Steven Moffat has once again delivered another classic Doctor Who episode. Doctor Who: Boom is brilliant.   It is the best episode the programme has produced in the past several years and will rank high in any list of Doctor Who episodes. It is dark, emotional and “woke”, taking on everything from capitalism, arms manufacturers, and artificial intelligence algorithms to blind faith.   This is Moffat’s hero without a gun but with an extra heart.

“It’s hard to talk about the importance of an imaginary hero. But heroes ARE important: Heroes tell us something about ourselves. History tells us who we used to be, documentaries tell us who we are now; but heroes tell us who we WANT to be. And a lot of our heroes depress me. But when they made this particular hero, they didn’t give him a gun–they gave him a screwdriver to fix things. They didn’t give him a tank or a warship or an x-wing fighter–they gave him a box from which you can call for help. And they didn’t give him a superpower or pointy ears or a heat-ray–they gave him an extra HEART. They gave him two hearts! And that’s an extraordinary thing. There will never come a time when we don’t need a hero like the Doctor.”

Steven Moffat

Doctor Who - Boom,John (JOE ANDERSON) Carson (MAJID MEHDIZADEH-VALOUJERDY),BBC Studios/Bad Wolf,James Pardon
Doctor Who – Boom, John (JOE ANDERSON) Carson (MAJID MEHDIZADEH-VALOUJERDY), BBC Studios/Bad Wolf, James Pardon

Boom has a simple plot. The Doctor and Ruby arrive at a war-torn planet. While racing towards a cry for help, the Doctor gets captured on a landmine. With Ruby’s help, he talks himself out of a no-win situation, ends the battle and saves countless lives. Most of the episode is set on one stage, in a battle-damaged quarry. It is an episode that needs little of the huge Disney budget but instead garners its magic from the story, the characters, and the talent of the actors.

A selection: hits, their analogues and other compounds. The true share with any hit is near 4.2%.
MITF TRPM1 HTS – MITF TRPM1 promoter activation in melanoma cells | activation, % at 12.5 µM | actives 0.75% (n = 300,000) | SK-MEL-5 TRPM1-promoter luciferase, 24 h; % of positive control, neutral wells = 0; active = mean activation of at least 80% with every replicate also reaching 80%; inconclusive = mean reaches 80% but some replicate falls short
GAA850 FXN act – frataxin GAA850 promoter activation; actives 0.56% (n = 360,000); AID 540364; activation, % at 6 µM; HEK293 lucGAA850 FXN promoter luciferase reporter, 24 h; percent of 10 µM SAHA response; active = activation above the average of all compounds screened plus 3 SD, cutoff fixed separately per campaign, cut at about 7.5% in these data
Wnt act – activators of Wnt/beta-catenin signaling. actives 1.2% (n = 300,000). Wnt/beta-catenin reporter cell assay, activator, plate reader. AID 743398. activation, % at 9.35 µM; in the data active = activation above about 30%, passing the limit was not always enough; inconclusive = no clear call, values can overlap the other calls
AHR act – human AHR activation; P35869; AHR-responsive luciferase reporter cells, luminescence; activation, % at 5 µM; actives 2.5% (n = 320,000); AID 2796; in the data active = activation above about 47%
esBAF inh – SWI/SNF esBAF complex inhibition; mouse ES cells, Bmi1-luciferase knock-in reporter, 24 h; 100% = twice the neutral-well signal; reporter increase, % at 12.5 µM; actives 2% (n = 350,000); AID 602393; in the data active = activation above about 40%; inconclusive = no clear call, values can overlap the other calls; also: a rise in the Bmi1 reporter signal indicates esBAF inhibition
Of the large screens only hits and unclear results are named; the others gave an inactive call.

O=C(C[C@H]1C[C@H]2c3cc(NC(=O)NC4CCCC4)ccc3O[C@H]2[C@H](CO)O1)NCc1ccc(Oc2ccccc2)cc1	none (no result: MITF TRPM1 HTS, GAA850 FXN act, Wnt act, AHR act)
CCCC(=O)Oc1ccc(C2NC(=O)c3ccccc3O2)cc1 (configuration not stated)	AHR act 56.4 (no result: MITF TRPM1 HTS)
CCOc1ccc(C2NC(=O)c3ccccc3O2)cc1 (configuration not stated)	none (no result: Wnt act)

The episode sees the return of the Anglican Marines from the Eleventh Doctor’s era. Two Marines wearing white priest collars are wandering through a minefield on Kasterion 3, attempting to get back to base. John Francis Vatar, the elder of the two, is temporarily blinded and being led by his younger companion, Carson.

Vatar is unique; he is a caring single father with a daughter back at the base. Even amidst this failed mission and his injuries, he calls his daughter Splice to perform the mundane of family rituals, the bedtime routine. Within minutes, the mission home goes wrong, and both men are dead.

Carson falls onto a landmine, and the Marines’ own AI Medic euthanises Vatar due to his injuries. The four-week recovery time for his eyes is not a cost-effective use of resources, and he is promptly compressed into a tube casket. The TARDIS is parked on the planet, and Vatar’s death cries bring the Doctor running into the battleground to help. But instead of being able to save Vatar, he finds himself in peril as he is trapped on an unexploded landmine.   And so, the story begins.

The Doctor

This is Ncuti Gatwa’s best outing as the Doctor. It usually takes a few episodes before the actor who has been handed the keys to the TARDIS makes his own, and in Boom, he has found his stride. Everything Gatwa does in the episode works. He has a perfect delivery of his lines, a beautiful play of emotions as he snaps in frustration, anger and fear for his life. The familiar beats of the Doctor’s rant against war and weaponry exist with a refreshing modern delivery.

“I’m a much bigger bang than you bargained for. I’m a lot more explosive than I look, and, honey, I know how I look. Put a quantum chain reaction through me, and I will shatter this silly little battlefield of yours into dust. All of it, in a heartbeat, into dust..”

 The Doctor (Ncuti Gatwa), Doctor Who: Boom

Doctor Who Boom,The Doctor (NCUTI GATWA) ,BBC Studios/Bad Wolf,James Pardon
Doctor Who Boom,The Doctor (NCUTI GATWA) ,BBC Studios/Bad Wolf,James Pardon